| Keeping inherited property in the family. If you've recently lost someone close to you, we're sorry you find yourself here. Just when you may be heavily involved with family matters, property issues may surface that you hadn't planned for. |
If you find yourself with an inherited family property on your hands sooner or later the question arises of what you're going to do with it. Perhaps it's the property you already live in or possibly your parents' house. At some stage your thoughts may turn to finding out your options for keeping your inherited property in the family.
Keeping your inherited property in the family
Different family members may have conflicting views of what's best. Financial pressures may or may not be forcing you to think practically. There may be a mortgage on the property which still needs to be paid, or the issue might be how to best release the equity in the property while keeping your inherited house in the family.
Although these days people are generally much more savvy about the potential of property, it's our experience particularly when dealing with older people, they often under-estimate a property's value.
Keeping inherited property in the family can become problematic if different family members have different views on what's best. And the "related parties" issue, means it's not always possible for one family member to buy a property to rent to another. Not unless it's bought with cash.
You could be forgiven for thinking keeping inherited property in the family is just too difficult. It's true that many families simply sell their inherited property on the open market for the best price they can get. This is the best way to maximise the proceeds unless a deal is reached between family members eg. one person buys another out.
Of course you may decide to take a more pragmatic approach. Could keeping your inherited property in the family simply mean finding a solution that allows you or other family members to continue to have the use of it? Effectively, to remain living there.
The sell to rent option
If you're prepared to take this broader view of keeping inherited property in the family more options open up. The question then becomes can you find a suitable third party to buy the property from you and rent it back to the family?
A family friend might fit the bill, and is appealing to some people who prefer to be dealing with someone known to them for a long time. This is a particularly good solution when someone you know has some experience of being a landlord. However, personal arrangements still need to be formalised for the protection of all parties. There's a large amount of cash involved. It is better not to confuse personal with informal, for the protection of all concerned.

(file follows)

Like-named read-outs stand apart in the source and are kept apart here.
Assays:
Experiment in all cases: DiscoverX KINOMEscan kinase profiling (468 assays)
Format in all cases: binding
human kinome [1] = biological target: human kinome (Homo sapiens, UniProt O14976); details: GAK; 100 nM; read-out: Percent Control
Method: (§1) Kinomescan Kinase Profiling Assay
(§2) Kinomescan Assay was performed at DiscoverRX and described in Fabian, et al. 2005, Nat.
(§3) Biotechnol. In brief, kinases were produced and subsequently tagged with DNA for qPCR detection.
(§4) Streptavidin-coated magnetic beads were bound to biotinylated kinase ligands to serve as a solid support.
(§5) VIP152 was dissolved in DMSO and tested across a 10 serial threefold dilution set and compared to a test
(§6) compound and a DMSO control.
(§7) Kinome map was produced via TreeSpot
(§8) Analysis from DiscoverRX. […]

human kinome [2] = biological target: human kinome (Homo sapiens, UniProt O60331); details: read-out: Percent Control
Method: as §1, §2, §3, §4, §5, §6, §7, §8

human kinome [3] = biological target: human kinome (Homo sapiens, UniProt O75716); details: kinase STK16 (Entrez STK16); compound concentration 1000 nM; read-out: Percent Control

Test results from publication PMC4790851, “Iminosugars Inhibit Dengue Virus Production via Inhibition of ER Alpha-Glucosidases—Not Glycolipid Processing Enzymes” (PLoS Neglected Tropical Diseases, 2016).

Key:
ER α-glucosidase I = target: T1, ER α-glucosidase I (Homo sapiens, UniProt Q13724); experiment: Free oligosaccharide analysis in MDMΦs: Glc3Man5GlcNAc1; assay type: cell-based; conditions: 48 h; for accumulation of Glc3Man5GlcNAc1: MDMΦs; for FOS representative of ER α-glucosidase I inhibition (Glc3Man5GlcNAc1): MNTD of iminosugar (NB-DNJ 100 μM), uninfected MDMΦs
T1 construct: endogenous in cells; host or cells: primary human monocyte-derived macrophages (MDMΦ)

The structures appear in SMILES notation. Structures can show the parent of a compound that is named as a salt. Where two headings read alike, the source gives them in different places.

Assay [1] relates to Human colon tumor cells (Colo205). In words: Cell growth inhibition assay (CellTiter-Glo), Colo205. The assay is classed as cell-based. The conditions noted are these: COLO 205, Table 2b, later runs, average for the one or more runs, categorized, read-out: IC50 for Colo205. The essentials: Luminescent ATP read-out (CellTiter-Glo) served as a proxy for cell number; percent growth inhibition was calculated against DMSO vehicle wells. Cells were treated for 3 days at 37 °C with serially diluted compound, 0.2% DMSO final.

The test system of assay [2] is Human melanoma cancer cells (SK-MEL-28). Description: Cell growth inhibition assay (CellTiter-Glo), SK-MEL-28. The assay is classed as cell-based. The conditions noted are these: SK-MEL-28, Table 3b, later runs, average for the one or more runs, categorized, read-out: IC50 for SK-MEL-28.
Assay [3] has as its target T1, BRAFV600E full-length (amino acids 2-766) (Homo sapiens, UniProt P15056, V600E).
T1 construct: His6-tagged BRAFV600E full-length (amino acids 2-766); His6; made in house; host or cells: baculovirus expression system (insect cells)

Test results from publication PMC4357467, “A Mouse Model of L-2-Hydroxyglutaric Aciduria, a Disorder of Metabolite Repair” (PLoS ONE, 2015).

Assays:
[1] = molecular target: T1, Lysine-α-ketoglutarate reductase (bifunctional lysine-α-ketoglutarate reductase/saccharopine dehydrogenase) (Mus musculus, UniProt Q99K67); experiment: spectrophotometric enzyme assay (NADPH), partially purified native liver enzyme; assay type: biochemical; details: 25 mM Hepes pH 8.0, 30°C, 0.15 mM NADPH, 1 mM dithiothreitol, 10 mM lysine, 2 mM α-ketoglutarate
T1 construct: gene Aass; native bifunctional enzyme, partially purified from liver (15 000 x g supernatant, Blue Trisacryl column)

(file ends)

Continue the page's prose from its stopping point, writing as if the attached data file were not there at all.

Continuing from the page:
If you'd prefer to keep arrangements on a firmly business footing your plans for keeping inherited property in the family might extend to a local commercial landlord or possibly a professional property buyer - preferably a sell and rent back specialist.
A local property landlord might suit you well enough if you can afford the market rent for the property (or can strike a special deal) or don't need any long term commitment. However by its very nature keeping family property in the family implies a long term arrangement so the trick is to someone sympathetic to what you're trying to achieve.
Using a specialist sell and rent back company
So what about the possibility of keeping inherited property in the family using some form of long term sell and rent back arrangement? Security will be uppermost in your thoughts which is why some companies give you the automatic entitlement to re-new the lease or will issue consecutive leases at the time of sale.
Unlike a regular house sale there's quite a bit to factor into a sell and rent back arrangement. But the basic idea is that a third party will buy the property and rent it back to you on pre-agreed terms. If you prefer, you can think of it as a form of equity release. Exactly how the price and rent are calculated depends on the circumstances surrounding the agreement (type of property, how long you'd like the use of it, how much you can afford to pay in rent and that kind of thing). However the major downside is that you won't achieve the full asking price for the property - what it would have sold for on the open market nor is the agreement likely to be "forever".
But there are also a number of advantages to keeping inherited property in the family using a sell and rent back type of arrangement. You can get access to the proceeds from the sale quickly. There's no prospect of the sale falling through nor will you find your sale stuck because of an issue with a property chain. But above all else you or other family members will have a secure tenancy on a manageable rent for the duration of the agreement.
To read more about renting back or to make an initial enquiry online use the Sell And Rent Back button on the main menu. Or call us on 0800 043 0669 to find out more about how it all works.